The Merciless Battles Of Tiny, Barbarous Bees Researcher Paul Cunningham tells NPR's Rachel Martin about the epic battle between warring honey bee colonies in Australia, which he recently studied.

The Merciless Battles Of Tiny, Barbarous Bees

The Merciless Battles Of Tiny, Barbarous Bees

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Researcher Paul Cunningham tells NPR's Rachel Martin about the epic battle between warring honey bee colonies in Australia, which he recently studied.


In a land far, far away, species many millions of years old are mired in an epic war. It's a story of stolen lands, child labor, royalty in peril.


MARTIN: OK. It's not "Game Of Thrones," but it is all those things because for the first time, two scientists in Brisbane, Australia named James Hereward and Paul Cunningham have documented the merciless territorial struggles between two species of bees. We spoke with Paul Cunningham who told us these conflicts can last for many months over many battles and end in the destruction of entire colonies.

PAUL CUNNINGHAM: It is very much like these battles-of-old. You know, when you have, you know, one kingdom sending its troops into war and sacrificing their lives in war.

MARTIN: And the soldiers? They're tiny. The war is between two species of very small bees which don't even sting and are nearly identical.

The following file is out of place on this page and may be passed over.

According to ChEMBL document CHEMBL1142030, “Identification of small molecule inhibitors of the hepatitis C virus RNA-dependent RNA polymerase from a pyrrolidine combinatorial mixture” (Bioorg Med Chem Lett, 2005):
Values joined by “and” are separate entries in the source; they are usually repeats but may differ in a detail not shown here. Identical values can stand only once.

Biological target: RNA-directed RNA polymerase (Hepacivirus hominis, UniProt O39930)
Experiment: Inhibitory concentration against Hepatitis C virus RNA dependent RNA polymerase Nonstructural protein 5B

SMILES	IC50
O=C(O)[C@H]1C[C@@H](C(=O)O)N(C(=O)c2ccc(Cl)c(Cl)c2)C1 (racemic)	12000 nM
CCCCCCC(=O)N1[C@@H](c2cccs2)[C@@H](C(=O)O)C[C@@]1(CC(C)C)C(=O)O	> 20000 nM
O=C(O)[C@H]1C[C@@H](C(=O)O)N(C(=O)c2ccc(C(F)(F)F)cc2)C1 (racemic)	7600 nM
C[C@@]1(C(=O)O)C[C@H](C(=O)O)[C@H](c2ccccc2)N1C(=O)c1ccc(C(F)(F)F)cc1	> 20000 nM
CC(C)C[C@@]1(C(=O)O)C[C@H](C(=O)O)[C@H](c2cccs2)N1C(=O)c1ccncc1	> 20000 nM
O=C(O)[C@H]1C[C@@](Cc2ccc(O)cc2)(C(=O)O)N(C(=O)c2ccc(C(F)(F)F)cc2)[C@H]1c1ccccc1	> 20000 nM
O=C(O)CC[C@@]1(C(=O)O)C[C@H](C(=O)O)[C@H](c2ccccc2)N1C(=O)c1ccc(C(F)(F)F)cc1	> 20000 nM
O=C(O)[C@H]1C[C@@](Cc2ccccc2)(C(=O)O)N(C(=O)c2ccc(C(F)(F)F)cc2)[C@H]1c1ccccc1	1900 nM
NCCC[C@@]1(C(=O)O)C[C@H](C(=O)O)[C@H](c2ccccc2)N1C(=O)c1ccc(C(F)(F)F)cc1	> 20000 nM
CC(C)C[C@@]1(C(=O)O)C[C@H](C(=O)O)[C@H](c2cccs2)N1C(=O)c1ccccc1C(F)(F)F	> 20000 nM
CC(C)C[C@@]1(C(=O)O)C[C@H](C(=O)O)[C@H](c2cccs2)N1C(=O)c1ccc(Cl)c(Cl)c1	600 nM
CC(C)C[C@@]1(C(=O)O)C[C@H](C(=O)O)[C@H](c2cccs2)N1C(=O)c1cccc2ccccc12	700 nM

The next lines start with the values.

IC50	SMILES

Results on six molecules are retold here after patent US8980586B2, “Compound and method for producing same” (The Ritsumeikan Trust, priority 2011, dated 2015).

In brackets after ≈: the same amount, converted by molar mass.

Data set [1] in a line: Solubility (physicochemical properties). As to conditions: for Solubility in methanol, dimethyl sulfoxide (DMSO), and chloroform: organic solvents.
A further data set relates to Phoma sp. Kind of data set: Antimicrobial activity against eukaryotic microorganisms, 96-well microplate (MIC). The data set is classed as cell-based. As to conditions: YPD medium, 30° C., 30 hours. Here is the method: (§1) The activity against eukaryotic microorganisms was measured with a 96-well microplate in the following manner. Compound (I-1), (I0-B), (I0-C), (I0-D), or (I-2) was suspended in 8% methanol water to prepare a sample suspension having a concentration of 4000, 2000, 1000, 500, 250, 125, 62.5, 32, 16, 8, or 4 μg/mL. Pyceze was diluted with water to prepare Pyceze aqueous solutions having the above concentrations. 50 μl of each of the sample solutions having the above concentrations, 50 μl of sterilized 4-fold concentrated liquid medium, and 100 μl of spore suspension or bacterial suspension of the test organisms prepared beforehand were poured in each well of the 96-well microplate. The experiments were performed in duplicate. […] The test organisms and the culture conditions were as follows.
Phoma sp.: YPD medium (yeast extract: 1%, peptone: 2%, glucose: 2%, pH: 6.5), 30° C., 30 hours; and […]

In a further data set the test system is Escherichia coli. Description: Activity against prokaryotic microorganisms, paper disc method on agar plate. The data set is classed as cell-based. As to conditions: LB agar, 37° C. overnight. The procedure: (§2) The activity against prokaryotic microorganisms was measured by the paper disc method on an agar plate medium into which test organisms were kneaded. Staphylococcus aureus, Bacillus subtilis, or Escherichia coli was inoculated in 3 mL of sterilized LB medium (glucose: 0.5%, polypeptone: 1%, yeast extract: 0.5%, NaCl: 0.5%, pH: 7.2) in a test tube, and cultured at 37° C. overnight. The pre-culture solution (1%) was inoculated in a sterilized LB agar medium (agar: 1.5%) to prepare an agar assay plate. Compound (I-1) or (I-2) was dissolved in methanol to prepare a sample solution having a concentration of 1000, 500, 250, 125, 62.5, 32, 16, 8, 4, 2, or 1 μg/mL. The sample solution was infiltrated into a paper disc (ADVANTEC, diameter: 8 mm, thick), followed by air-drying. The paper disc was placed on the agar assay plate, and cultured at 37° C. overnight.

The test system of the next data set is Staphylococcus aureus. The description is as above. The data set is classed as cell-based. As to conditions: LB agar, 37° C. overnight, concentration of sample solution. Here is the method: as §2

CUNNINGHAM: One of them is called tetragarlia carbonara. The other species is called tetragarlia hockingsi.

MARTIN: Cunningham witnessed three clashes over three months. The hockingsi struck first at the carbonara's hive. Two swarms facing off, worker bee against worker bee.

CUNNINGHAM: So there was lots of bees locking in midair, and they'd fall to the ground in these death grips. And they don't let go of each other. So they hold on, and they both die.

MARTIN: So why is this happening? What is their motive? Cunningham says it's hard to know whether some queens just have bloodlust, or whether there are specific calculations that indicate when a hive might be vulnerable enough to attack. Both hives take significant losses in a head-to-head battle. During the next battle, a hockingsi swarm ruthlessly pillaged the enemy.

CUNNINGHAM: And this time, we saw that some of the workers were breaking through the swarm, and they were getting into the hive. And they were dragging out the young adults, and throwing them on the ground.

MARTIN: The carbonara bees defended their hive by forming a cluster on top, trying to keep the invaders out. The fight died down, but in terms of the war, the hockingsi now had the advantage.

CUNNINGHAM: And then there was a third fight a month later. And this one was just carnage.

MARTIN: A new hockingsi queen was installed on the throne, but most cold-blooded of all, Cunningham doesn't know what happened to the baby bees, the larva.

CUNNINGHAM: So either it's possible that they were kept and reared as slaves, and that they serve the new queen. And - or it could be that they were just being discarded as they emerged as adults.

MARTIN: Cunningham says there's a lot at stake in these battles - new foraging territory, a new hive, an expansion of the queen's genetic line. So next time you reach for the honey pot, remember the ruthless queens that brought you that sticky treat.


LENA HEADEY: (As Cersei Lannister) When you play the game of thrones, you win, or you die.

MARTIN: This is NPR News.

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